Foodservice > Chef's Table
Some of Chef Brad Deboy’s earliest memories were watching his mom, a baker, work her magic in the bakery. “I remember being about 5 years old and playing with flour and sugar and stealing icing for a taste here and there,” Deboy recalls. “It was a fun place to mess around.”
That early kitchen immersion led to a fascination with food in general. Other early memories include his ongoing quest to re-create the perfect-looking food he saw on television commercials.
“This was my early practice at plating,” Deboy explains. “I was determined to make a cooked egg the same exact size as an English muffin, which I achieved by cooking it in a coffee mug with a paper towel over the top.”
His professional kitchen career started with dishwashing and being a “sandwich artist” at Subway. “Eventually, I ended up dishwashing in a kitchen where the chef didn’t show up,” Deboy says. “That’s when I really jumped in and learned on my feet.”
His largely self-taught, inventive style of cooking was developed as he bounced around kitchens that served French, Italian and Asian Fusion cuisines, among others. Working with Chef Gordon Ramsay and his partner, Angela Hartnett, accelerated his learning and led to his climb from line cook to executive chef at the Blue Duck Tavern, when the busy hotel restaurant earned its first Michelin star.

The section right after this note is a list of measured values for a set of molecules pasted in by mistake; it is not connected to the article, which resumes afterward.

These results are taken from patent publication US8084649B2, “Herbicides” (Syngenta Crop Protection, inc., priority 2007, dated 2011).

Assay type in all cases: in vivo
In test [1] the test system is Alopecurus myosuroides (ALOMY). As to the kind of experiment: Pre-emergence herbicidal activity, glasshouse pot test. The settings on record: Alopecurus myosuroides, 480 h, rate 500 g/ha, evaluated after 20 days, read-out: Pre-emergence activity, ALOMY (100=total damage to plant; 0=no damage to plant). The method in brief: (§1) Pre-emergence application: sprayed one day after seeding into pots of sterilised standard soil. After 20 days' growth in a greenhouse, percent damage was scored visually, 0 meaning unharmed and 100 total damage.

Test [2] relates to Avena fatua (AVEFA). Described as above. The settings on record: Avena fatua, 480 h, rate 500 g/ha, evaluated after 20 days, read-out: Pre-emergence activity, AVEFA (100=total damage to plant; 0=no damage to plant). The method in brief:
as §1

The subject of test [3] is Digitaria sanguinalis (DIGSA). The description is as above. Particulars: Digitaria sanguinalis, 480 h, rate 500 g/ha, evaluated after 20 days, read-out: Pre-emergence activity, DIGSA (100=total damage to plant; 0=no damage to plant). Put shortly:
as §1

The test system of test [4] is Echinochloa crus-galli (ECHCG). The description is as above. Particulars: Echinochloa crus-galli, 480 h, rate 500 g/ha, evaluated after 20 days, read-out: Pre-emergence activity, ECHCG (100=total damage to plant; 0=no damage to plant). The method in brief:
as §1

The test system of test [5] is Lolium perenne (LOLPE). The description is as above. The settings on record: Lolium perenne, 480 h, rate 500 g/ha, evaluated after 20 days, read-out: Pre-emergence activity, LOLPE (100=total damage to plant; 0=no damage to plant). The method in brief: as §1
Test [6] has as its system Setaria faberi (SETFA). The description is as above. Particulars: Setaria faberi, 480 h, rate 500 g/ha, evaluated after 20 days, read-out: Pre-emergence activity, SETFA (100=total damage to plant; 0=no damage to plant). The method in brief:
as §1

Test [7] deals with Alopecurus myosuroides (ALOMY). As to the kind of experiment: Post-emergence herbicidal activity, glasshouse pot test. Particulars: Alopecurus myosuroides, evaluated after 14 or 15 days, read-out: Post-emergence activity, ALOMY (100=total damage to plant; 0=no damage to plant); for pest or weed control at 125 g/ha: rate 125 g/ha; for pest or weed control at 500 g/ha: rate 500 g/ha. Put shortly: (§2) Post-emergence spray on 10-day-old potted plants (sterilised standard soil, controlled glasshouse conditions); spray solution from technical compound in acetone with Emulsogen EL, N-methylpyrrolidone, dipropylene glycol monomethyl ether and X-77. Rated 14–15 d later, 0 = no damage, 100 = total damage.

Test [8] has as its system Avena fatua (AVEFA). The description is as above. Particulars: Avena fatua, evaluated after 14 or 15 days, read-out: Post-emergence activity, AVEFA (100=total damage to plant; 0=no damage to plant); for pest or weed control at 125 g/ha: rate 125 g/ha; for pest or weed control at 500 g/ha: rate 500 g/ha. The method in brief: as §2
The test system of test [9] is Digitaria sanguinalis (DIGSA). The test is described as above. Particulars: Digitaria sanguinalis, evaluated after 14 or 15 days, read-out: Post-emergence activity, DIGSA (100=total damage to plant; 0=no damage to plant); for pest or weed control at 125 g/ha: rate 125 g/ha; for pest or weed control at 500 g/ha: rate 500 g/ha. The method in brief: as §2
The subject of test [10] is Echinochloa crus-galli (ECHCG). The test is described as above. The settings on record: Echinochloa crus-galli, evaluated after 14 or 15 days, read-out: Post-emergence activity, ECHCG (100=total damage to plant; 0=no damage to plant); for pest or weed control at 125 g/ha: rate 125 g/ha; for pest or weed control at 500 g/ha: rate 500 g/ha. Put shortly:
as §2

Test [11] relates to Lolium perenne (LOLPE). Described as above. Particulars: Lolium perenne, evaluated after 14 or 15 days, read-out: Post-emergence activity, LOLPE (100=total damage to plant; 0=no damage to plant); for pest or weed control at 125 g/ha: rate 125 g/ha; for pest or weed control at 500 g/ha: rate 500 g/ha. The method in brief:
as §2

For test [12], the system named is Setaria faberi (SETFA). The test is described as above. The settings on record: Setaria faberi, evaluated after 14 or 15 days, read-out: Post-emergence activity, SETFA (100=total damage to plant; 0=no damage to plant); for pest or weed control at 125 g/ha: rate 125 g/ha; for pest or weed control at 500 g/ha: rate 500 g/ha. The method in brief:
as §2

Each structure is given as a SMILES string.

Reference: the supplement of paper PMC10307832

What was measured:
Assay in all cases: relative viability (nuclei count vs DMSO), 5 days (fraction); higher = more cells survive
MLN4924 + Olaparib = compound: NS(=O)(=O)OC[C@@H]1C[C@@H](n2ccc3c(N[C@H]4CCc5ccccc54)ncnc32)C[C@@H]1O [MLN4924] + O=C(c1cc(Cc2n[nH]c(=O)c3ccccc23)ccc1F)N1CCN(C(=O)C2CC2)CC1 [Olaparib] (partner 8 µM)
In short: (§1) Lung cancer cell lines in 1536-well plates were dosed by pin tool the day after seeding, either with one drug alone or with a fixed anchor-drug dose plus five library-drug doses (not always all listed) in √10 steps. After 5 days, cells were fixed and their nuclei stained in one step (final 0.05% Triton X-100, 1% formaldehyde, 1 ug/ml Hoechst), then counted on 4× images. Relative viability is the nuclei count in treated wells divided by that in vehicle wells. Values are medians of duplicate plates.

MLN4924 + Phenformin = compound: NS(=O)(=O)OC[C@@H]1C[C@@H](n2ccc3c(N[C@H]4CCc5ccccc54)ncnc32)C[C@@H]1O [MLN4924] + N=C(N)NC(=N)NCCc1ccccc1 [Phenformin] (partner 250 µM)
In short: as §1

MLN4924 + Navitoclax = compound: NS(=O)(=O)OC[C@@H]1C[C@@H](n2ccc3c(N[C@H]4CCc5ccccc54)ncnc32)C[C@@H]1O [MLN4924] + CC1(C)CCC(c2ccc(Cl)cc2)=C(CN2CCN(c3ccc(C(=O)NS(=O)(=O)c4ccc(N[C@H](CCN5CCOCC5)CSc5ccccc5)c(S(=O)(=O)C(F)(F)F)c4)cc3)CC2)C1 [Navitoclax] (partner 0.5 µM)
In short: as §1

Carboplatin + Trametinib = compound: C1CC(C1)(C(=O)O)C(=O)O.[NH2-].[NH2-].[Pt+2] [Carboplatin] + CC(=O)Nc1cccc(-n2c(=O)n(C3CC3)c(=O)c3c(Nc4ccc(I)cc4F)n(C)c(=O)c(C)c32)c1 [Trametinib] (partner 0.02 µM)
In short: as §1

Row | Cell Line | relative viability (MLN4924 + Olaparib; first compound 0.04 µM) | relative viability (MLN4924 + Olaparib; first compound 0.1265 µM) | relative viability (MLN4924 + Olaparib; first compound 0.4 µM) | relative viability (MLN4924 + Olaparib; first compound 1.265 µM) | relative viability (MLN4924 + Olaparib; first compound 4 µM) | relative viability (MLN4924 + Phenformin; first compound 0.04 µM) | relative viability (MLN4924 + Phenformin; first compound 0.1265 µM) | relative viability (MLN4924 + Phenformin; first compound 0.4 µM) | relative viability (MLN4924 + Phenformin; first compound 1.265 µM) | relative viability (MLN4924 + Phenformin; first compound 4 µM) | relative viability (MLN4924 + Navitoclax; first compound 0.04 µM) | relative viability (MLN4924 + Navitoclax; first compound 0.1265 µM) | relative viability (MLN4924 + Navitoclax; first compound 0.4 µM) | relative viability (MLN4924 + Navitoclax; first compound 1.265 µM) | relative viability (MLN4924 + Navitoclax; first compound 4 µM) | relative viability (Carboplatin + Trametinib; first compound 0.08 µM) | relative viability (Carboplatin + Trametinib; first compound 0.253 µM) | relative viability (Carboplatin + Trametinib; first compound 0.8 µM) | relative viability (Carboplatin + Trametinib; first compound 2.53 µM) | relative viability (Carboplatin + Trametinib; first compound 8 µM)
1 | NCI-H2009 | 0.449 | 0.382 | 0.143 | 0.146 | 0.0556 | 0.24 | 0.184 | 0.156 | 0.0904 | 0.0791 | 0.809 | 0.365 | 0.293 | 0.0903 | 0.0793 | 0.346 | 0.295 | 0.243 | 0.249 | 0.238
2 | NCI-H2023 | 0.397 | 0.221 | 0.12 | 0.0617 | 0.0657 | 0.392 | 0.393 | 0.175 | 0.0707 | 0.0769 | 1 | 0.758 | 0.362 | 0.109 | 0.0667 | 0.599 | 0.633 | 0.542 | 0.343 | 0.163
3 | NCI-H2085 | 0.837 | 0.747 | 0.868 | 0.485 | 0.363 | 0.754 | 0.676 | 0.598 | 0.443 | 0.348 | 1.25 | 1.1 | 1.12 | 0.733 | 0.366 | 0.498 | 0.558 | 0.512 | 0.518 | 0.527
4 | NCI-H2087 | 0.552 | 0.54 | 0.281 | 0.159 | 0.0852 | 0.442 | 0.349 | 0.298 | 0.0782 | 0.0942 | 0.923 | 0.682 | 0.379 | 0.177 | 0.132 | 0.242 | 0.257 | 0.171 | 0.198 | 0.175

Now at Ellē, Chef Deboy, along with his friends and co-owners, Pastry Chef Lizzy Evelyn and Head Bread Baker Dan Fogg, have created a truly collaborative cafe, restaurant and bar in a space that also houses the group’s wholesale bakery, Paisley Fig. During the day, coffee, baked goods and sandwiches are served at a counter. Ellē, named number one in The Washington Post’s “Top 10 Restaurants to Eat in 2018,” transforms into a full-service restaurant, bar and bakery at night.
“We built the physical space together, designed and decorated it, and we take menu input from everyone back of house. Our environment is very important to us. We are in a tough business already, so we make sure our staff is treated well at work,” Deboy says.
At Ellē, the chef’s long-standing interest in fermentation has flourished, with Old World techniques combining with new world flavors.
“Fermenting developed out of a need to preserve food for winter and to prevent spoilage in hot weather,” Deboy says. “I love the idea of using some of the earliest techniques to create something new and different. Plus, fermentation is good for lower gut bacteria, and we keep learning more about how good this is for digestion. It also lowers food waste and creates some amazing flavors. All around, it’s just good for all of us.”